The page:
Independent Inquiry – Better than homework

During the past few weeks, I’ve been participating online in the MIT Medialab Learning Creative Learning course. Last week, the topic was interest-based learning. All of the media for the course can be found on the syllabus page and I recommend it as an invaluable resource to every teacher. What I took from the session sealed the proverbial deal for my personal debate over homework.

I think homework is almost always a waste of time. It can be helpful to develop study habits, and I do assign a weekly spelling packet for that purpose. Spelling is a topic on which I dislike using much time in class, and it’s a topic with which parents can easily help. Mathematics homework, I’ve found, is generally either busywork (the student understands already) or a frustrating nightmare (the student doesn’t understand). I prefer not to assign math homework.

My solution is to let the students set their own learning goals and use the inquiry process to pursue them independently at home or elsewhere. My role is that of consultant and organizer. It’s critical that they reflect on their work, so I’m developing a Google Form which the students fill in each week on our class blog. Please feel free to participate and fill in the form, as well. We’ve had a few guest participants and it’s been exciting to compare their results with our own!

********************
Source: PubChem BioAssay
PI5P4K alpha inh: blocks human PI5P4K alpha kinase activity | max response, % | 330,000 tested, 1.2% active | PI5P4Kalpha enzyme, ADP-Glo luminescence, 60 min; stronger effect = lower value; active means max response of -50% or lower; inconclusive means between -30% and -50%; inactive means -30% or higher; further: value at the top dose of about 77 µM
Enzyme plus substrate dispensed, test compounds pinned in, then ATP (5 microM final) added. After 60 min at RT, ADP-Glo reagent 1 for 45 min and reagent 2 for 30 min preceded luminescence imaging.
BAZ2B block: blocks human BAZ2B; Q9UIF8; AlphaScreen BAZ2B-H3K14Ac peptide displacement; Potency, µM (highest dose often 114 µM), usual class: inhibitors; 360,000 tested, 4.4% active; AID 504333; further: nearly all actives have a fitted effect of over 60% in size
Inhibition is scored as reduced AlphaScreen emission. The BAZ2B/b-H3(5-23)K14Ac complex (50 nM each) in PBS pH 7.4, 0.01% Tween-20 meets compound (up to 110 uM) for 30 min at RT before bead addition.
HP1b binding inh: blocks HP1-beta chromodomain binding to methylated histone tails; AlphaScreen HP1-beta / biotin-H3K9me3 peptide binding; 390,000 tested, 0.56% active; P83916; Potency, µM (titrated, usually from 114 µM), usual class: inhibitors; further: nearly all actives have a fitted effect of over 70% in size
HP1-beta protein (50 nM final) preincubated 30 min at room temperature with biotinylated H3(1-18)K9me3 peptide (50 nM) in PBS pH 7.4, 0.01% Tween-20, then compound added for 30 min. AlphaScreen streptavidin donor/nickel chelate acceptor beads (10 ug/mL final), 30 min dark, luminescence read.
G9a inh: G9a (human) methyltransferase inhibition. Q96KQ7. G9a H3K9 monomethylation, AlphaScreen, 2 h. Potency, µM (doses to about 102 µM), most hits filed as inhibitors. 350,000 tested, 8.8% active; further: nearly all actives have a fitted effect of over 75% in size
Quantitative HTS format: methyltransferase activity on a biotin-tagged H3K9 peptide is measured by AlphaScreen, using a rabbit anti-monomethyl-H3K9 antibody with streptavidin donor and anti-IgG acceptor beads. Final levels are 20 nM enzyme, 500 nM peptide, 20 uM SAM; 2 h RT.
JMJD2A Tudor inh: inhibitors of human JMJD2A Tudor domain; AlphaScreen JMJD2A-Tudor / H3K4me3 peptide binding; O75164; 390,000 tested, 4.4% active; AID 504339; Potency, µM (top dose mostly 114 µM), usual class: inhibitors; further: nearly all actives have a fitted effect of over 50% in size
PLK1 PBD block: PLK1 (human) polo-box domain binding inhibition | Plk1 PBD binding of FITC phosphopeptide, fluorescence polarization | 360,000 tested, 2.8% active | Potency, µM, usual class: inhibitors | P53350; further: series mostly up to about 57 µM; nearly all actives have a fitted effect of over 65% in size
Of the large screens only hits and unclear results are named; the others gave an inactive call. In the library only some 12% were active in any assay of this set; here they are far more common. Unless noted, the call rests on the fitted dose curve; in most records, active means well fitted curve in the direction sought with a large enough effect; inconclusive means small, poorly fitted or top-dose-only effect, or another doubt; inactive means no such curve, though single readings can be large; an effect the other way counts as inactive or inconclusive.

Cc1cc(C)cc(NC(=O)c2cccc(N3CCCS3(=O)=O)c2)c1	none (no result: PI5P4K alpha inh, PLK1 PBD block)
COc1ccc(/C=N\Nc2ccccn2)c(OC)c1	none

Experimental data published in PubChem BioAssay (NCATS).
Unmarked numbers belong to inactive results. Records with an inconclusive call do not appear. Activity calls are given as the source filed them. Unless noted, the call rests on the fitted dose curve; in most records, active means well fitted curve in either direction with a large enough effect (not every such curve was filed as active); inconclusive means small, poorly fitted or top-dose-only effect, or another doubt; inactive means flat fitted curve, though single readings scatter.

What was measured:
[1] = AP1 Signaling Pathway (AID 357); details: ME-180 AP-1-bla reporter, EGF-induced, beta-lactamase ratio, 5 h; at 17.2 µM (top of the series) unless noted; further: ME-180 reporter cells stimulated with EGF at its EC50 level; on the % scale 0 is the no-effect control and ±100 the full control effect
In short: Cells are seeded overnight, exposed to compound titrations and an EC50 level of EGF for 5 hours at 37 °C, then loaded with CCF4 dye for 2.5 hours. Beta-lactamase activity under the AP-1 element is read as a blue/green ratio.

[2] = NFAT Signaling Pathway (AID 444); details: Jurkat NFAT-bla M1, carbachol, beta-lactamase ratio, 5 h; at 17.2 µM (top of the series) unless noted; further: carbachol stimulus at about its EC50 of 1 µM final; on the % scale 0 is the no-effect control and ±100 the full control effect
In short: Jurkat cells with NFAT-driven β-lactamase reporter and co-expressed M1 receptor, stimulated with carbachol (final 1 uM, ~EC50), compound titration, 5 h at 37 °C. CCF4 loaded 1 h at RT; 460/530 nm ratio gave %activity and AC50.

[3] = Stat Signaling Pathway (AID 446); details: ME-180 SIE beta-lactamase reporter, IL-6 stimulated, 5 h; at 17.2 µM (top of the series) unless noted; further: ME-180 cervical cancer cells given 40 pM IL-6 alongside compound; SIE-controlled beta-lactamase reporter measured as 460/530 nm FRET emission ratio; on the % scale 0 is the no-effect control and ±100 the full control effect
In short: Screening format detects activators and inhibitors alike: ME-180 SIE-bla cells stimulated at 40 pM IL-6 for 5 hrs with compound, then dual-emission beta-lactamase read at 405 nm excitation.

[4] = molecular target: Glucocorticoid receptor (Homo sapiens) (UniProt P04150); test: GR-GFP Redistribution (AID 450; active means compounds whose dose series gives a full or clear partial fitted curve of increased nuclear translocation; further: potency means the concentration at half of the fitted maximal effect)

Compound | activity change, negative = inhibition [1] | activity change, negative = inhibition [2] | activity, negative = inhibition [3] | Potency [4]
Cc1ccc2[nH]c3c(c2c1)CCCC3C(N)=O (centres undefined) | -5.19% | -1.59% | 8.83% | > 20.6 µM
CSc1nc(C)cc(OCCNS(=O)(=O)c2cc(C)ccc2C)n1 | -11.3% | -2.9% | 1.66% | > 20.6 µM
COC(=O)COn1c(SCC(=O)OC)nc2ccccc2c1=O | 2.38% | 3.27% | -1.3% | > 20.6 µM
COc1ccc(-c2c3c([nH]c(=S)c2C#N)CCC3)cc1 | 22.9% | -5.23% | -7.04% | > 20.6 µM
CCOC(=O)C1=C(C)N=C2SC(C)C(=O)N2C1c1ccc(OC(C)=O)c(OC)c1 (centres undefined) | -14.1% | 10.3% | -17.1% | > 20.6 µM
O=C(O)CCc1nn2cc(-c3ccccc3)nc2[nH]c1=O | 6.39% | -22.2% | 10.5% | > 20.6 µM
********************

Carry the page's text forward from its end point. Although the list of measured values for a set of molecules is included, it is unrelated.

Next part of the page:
The results thus far have been excellent. To make it even better, all of their self-assessment data is being organized in spreadsheets for future analysis.

As a next step, I’m considering turning them on to this DIY badge website. That way, they could have an awesome resource to inspire and assist with their learning which is independent from school, if they wish to use it.

2013.06.05 EDIT: Set up Independent Inquiry Wiki

2014.01.27 EDIT: The Evolution of Independent Inquiry

The Art Exhibit

I work at a very unique school. It’s an international school, although very small. We are an IBO PYP Candidate school. What makes us unique is that we are the international division, so to speak, of a Japanese public school. I see it as an experiment, really, to see what benefits will arise from the arrangement.

Day to day, all of the students play together during breaks in the yard. We have English classes after school and fair use of many of the facilities like the music and art rooms, gym, pool, etc. We have ‘exchange activities’ in which the international students join groups and participate as thought they were part of the class.

Altogether, I’d say it’s an ideal arrangement for foster international mindedness.

Recently, we participated in the school Art Exhibition:

It was an epic event, organized by the Art teacher. Art, Music, and PE teachers in this Japanese public elementary school are not part-time, budget-permitting employees. They are respected faculty and are responsible for coordinating major projects. I approve whole-heartedly.

Our contribution was received very well.

My class made the rainbow in front. It featured a sign which read ‘You can go under the rainbow’ in several different languages and decorated black and white photographs of the students ‘swinging’ from the rainbow.